Does painting in studios alongside other painters help you focus more or give you a sense of community? 


It really does! And in this digital world it almost becomes essential. The artist life is kinda lonely (which I enjoy), but, when you meet another artist going through the same things, it makes it easier and keeps you going, because you’re not alone. However, an artist has to go through a lot of inner work to create the paintings they want to make. So a little bit of solitude is essential too.

You have displayed your work at various galleries and spaces. Could you name some of them, and what you loved about sharing your work with a wide audience. Do you like talking to art enthusiasts about your art (or do you hide away)? 


I’ve had my work displayed at Abend Gallery in Denver,CO, I've been a part of several shows at Alpharetta Arts Center, Portrait Society of Atlanta, Atlanta Botanical Gardens, and a few others in Chicago, IL and New York. I love being a part of these shows, because you get to meet other artists, see other perspectives, and most importantly, you get to see art in person like it is intended. Art wasn’t meant to be consumed on the phone for 10 seconds while you scroll away to other things. I’ve come to realize that each painting has a presence, it has an aura that can only be experienced in person. It has the power to bring out feelings in you, to move you in ways you didn't think were possible. It feels like magic.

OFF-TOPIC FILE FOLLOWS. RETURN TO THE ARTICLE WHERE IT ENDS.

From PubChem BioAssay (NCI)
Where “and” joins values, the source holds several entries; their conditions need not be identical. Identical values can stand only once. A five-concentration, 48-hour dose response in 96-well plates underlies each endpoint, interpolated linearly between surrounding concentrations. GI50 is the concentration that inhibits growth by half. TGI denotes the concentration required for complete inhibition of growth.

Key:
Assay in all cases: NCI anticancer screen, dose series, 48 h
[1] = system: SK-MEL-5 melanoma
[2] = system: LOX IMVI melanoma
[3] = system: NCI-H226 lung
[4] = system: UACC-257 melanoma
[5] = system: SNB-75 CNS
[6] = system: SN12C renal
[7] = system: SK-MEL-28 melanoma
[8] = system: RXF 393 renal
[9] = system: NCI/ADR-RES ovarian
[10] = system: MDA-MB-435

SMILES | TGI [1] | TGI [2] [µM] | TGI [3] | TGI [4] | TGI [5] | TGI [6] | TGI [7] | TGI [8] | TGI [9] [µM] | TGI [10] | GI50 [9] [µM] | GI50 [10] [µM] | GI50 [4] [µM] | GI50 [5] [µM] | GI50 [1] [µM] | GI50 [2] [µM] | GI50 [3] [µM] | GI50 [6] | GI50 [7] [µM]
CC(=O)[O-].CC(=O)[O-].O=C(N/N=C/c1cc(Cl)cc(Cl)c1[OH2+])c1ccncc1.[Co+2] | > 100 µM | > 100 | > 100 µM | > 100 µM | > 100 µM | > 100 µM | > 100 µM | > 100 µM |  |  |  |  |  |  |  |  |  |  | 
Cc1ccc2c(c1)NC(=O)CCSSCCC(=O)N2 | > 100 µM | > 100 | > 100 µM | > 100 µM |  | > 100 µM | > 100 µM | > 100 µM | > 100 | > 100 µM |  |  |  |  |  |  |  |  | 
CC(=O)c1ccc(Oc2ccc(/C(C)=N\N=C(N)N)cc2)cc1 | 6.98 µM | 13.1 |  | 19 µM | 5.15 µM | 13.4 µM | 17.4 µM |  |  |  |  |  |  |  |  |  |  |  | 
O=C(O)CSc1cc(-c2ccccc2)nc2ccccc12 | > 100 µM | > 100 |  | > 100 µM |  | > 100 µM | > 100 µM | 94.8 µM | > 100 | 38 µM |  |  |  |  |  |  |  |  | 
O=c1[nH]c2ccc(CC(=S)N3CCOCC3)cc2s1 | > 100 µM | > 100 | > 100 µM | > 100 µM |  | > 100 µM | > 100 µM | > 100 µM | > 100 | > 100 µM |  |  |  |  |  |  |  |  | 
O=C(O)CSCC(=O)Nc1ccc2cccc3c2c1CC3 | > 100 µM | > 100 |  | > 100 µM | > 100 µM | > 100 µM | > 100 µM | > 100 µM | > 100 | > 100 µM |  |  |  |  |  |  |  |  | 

I hope that’s inspired you to go seek out a galley near you!


I love talking about art. I want to inspire more and more people to draw/paint. Art has a healing function. 

Reading in the Park, 2022, 8x10, Oil on Wood

As a plein air artist, you often spend hours outdoors, painting. Can you explain why this is rewarding to you? Why not paint from your imagination or from a photograph? Surely, it cannot be fun to paint outside on super hot/extremely cold days. 


I don’t paint outdoors in extreme weather, but I love being out in nature. I love the quiet. It feels meditative. As a mom I definitely crave it more than ever before. I just finished a 5-day plein air event called Paint the town Alpharetta.